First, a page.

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October 23, 2017

Out of the gallery, into the public


October 23, 2017

As the first Karachi Biennale (KB17) kicked off at the NJV Government Higher Secondary School on Saturday evening, doors to various venues were opened for the public to witness contemporary art produced by over140 artists of local and international repute.

Dubbed as the country’s largest international contemporary art event, the KB17 would be open to all and sundry at venues stretching across the city; opening each day at 10am till its culmination on November 5.

Divided into four clusters catering to different geographical coordinates of the city, lying under Cluster C, the Sadequain Gallery at the Frere Hall hosted works of 16 artists.

In an attempt to introduce the ‘visual-reality’ experience in documentaries, Sharmeen Obaid-Chinoy’s ‘Look but with love’ narrated tales of Pakistanis, stationed in both urban and remote areas, striving to bring about a change by helping those around them.

“We decided to work on these VR films all around the country and highlight different regions and individuals working in unique ways to help their communities,” said Nadir Siddiqui of SOC Films.

Speaking of the stories shared through the documentaries, he said the team went to Thar Desert to film the journey of a man who has been trying to help people affected by the water crisis.

“In Karachi, we filmed a children’s emergency ward in a government hospital where a doctor is trying to give better facilities to patients, whereas in Jamshoro, we worked with Saif Samejo - folk musician - who seeks to preserve Sindhi music; in Lahore, we worked with Beena Jawad who runs a classical dance academy.”

He added that they also documented in Nowshera where they filmed women who have been serving the elite commandos working with the local police to combat terrorism.  

While the VR documentaries were displayed outside the hall, a few visual and audio installations were placed inside the hall. On entering the hall, one is met with an area covered with different kinds of school bags emitting voices of children.

Sharing the concept of his project, Arsalan Nasir, a visual artist from Karachi explained that his work focused on helping visitors witness the difference in school curriculums through an audio installation.

“I was documenting the diversity in the courses being taught to students in different schools. I chose nursery rhymes and basic literature from government, low-income private schools and as well as the elite ones. I observed a stark difference that stemmed from the class system under which the schools happened to be categorised,” he said.

Nasir explained that he put all the data together to give a feel similar to that of a social gathering where everyone has a voice of their own that is diverse in its own way.

However, some of the voices echoed more than the others with respect to the spoken content. “The effect bears semblance to a real classroom where children start speaking simultaneously. The classroom aura also helps us understand how each student should be listened to because all of them have something different to say,” the artist elaborated.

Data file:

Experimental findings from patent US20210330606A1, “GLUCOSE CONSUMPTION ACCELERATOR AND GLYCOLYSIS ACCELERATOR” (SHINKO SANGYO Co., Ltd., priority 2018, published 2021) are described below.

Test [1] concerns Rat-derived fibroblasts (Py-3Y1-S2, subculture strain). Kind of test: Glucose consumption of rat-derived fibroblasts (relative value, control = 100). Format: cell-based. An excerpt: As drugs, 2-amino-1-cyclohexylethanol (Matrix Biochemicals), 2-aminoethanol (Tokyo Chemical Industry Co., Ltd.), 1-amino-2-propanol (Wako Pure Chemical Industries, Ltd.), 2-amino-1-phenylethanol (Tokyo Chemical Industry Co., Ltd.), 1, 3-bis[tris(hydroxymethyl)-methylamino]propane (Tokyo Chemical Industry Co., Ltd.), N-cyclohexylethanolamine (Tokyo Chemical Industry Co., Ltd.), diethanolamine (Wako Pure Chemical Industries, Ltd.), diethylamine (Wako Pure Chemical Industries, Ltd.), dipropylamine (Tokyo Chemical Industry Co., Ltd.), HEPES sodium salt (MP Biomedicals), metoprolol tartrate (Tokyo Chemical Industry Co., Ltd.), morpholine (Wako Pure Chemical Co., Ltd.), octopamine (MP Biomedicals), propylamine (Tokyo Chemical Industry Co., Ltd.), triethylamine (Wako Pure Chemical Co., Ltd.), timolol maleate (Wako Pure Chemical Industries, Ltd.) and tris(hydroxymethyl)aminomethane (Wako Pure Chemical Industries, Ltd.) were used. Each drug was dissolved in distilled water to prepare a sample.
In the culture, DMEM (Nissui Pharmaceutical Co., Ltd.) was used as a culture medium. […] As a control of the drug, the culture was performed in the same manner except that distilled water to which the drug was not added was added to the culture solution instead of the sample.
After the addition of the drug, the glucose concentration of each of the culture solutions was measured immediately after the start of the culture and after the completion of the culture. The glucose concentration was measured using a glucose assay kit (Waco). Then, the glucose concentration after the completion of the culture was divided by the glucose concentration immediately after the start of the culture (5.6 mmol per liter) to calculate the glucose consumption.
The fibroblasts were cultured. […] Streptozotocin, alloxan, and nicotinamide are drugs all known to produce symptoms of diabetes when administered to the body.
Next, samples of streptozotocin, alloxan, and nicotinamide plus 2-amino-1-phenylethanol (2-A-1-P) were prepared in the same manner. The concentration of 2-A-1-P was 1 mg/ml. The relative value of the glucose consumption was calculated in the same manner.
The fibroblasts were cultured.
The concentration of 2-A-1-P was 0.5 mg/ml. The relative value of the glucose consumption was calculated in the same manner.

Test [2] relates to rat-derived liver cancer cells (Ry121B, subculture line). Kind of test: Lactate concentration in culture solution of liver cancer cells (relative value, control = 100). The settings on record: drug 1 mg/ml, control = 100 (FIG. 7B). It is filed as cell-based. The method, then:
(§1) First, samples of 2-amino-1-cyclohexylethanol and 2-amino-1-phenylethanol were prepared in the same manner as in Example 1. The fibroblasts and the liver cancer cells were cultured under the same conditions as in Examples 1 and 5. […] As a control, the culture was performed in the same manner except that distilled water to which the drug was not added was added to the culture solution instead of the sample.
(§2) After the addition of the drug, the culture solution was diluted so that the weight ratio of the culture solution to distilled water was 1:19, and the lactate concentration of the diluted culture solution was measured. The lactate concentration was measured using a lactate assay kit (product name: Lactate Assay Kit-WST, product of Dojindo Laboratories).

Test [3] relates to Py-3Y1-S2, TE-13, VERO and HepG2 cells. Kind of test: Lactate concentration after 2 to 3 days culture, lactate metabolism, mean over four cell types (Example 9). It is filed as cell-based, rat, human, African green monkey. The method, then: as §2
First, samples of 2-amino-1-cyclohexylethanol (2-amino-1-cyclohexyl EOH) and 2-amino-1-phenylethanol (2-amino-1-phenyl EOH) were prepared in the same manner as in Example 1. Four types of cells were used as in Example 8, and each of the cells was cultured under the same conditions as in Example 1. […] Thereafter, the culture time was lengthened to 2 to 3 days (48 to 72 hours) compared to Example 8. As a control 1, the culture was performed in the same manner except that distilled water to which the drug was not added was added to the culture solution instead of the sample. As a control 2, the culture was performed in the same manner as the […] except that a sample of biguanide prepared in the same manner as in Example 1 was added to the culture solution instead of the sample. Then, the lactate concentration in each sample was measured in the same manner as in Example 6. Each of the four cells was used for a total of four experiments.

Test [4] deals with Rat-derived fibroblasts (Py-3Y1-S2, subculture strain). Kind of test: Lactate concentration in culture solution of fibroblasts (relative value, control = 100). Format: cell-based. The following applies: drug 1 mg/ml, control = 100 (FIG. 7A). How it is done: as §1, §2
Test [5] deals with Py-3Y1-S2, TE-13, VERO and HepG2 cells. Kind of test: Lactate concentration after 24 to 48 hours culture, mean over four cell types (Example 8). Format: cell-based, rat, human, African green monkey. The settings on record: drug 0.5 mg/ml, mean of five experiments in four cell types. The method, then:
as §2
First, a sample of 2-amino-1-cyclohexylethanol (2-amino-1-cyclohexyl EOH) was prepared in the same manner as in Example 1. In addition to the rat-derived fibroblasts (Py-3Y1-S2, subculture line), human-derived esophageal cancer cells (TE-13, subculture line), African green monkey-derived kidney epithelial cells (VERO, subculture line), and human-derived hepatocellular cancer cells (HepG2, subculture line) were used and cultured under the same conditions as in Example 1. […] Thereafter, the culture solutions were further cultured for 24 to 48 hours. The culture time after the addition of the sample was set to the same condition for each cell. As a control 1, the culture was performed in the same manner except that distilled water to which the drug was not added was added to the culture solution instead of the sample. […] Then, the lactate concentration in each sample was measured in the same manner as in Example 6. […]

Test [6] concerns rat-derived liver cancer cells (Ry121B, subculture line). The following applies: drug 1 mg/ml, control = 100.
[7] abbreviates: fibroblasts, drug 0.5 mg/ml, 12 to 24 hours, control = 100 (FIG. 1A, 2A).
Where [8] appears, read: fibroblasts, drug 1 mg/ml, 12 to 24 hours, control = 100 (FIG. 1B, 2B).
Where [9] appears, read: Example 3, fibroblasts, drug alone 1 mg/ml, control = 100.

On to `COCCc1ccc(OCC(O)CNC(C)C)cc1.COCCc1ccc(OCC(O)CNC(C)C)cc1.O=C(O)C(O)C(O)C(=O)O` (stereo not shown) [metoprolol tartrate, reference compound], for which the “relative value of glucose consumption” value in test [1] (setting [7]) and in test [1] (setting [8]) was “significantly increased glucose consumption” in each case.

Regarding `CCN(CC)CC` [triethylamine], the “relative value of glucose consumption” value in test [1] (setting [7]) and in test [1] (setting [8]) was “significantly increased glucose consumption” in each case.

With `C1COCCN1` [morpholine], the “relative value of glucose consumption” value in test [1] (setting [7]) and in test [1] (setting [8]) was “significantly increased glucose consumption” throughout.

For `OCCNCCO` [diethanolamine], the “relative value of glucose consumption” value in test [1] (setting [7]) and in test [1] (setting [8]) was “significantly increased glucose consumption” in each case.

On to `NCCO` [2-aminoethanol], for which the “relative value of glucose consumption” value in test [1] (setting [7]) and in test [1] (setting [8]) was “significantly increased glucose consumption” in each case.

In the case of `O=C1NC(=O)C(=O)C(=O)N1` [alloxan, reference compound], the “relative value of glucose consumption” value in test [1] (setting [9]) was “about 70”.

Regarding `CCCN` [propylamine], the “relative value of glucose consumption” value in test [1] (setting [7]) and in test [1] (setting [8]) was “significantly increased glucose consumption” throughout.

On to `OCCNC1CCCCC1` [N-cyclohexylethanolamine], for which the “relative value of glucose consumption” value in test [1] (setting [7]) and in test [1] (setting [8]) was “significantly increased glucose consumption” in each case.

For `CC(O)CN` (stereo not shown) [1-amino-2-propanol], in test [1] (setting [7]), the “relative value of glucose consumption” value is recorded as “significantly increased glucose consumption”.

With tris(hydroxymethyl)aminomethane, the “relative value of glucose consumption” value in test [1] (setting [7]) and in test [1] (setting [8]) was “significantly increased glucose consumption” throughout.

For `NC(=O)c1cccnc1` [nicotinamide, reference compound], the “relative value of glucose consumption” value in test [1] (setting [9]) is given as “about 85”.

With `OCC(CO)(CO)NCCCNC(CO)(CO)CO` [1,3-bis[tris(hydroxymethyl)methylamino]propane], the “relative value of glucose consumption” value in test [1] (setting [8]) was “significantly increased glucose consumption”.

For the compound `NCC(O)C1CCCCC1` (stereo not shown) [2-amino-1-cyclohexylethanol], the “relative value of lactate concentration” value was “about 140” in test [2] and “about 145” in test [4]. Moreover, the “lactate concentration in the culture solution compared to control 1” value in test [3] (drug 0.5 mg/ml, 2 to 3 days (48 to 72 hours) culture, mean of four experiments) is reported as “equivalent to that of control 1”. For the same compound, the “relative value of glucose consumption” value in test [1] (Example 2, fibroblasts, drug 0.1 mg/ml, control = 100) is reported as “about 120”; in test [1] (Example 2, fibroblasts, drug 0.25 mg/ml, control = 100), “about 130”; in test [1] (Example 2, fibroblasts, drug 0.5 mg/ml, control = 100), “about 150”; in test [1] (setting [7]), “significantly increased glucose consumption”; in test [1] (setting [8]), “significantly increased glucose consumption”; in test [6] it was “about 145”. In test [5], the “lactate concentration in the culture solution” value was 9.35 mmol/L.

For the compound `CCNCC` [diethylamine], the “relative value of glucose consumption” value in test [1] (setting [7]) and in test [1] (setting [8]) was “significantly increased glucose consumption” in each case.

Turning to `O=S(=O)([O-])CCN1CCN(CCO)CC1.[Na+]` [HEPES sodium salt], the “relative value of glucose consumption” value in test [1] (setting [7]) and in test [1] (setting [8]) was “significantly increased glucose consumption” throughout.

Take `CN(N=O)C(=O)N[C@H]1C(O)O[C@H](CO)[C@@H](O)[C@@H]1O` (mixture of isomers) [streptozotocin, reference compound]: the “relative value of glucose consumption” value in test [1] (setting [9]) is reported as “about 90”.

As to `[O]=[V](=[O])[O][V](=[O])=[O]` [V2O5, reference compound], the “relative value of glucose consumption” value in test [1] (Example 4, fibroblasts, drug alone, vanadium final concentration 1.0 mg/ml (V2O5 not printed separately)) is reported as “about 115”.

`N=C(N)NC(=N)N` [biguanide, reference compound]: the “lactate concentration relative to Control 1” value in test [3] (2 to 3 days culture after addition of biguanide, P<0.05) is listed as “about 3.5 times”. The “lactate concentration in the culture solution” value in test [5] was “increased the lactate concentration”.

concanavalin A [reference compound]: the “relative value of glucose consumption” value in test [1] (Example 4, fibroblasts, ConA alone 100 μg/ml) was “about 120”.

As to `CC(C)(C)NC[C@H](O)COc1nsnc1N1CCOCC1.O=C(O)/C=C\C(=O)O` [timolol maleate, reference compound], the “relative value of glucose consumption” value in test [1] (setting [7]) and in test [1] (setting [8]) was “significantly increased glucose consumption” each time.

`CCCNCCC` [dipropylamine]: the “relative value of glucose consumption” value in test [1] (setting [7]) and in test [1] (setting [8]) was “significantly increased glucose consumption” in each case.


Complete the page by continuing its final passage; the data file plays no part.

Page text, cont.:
With spoken sentences ranging from ‘heaven lies beneath the feet of mother’ to nursery rhymes in English, the line ‘Pakistan’s meaning is Unity of Allah’ stood out amongst all, signalling the sheer difference in the content being taught.

“It is evident that religion has become the focus in lower-income schools and seminaries, whereas in children of elite schools are taught a different culture; this can help us understand the change in our society,” said Nasir.   

While Muhammad Zeeshan’s work titled ‘Sincerely Yours’ was amusing, it was also uncompromisingly direct and honest. The artist had decided to showcase the letters of rejection he received over time.

Inscribed on a golden reflective sticker on cloth, the rejections appeared to be a commentary as despite being refusals the wordings were quite flowery.

Speaking of the difference of visitors an artist witnesses when at a gallery to the KB17, Nasir felt that the purpose of the biennale was to bridge art and people from all walks of life and not limiting it to any certain group.

Other artists whose works have also been displayed include (La) Horde Collectif, Agha Abbas, Anum Jamal, Bani Abidi, Faisal Anwar, Ivan Lam, Jamal Shah, Jean Hubert, Nahid Raza, Sonia Khurana, Stephen Sheehan, Umberto Zampini and Wajid Ali.  

The event will be held on the following locations, Karachi School of Art, VM Art Gallery at Rangoonwala Trust, 63 Commissariat Lines, Capri Cinema, NJV School, Jamshed Memorial Hall, Pioneer Book House, Claremont House, Alliance Francaise, FOMMA Art Centre and IVS.

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